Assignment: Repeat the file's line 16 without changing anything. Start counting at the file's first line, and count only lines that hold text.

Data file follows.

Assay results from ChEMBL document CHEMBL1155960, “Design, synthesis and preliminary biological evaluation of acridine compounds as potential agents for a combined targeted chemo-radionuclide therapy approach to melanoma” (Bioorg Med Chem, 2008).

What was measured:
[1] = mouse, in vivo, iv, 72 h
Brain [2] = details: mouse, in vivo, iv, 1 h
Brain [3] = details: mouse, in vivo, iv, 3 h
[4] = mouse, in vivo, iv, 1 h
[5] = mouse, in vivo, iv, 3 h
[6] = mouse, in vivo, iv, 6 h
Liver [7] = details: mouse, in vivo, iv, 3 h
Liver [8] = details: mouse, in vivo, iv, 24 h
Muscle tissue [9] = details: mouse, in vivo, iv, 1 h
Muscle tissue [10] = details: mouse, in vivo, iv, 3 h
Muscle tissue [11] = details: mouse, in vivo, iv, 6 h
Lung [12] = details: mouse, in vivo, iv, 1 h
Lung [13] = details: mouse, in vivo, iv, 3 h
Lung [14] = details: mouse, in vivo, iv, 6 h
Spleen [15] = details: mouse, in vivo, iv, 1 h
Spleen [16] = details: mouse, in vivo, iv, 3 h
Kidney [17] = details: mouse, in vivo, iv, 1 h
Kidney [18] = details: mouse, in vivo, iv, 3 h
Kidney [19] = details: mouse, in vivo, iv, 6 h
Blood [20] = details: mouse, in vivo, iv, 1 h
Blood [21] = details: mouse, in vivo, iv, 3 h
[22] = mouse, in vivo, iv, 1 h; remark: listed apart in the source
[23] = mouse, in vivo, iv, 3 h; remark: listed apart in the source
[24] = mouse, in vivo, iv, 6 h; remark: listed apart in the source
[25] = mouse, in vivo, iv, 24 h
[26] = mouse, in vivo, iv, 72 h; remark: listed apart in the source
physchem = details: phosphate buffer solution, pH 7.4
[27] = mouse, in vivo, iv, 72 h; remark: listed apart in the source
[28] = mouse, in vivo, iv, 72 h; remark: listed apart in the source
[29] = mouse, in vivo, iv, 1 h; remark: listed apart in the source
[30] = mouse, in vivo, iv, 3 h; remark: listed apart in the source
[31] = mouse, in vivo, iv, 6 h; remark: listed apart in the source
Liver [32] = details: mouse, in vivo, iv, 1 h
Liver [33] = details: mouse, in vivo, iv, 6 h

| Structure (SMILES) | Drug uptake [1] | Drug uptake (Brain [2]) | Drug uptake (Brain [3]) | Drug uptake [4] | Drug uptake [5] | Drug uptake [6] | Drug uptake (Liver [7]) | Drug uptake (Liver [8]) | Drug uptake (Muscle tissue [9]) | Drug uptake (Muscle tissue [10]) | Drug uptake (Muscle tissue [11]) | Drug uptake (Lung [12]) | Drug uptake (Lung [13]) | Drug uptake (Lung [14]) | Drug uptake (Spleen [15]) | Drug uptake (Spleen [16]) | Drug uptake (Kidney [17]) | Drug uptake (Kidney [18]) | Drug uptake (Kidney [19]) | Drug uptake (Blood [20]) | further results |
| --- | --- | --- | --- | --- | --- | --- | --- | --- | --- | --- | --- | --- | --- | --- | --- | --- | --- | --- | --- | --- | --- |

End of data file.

Lung [14] = details: mouse, in vivo, iv, 6 h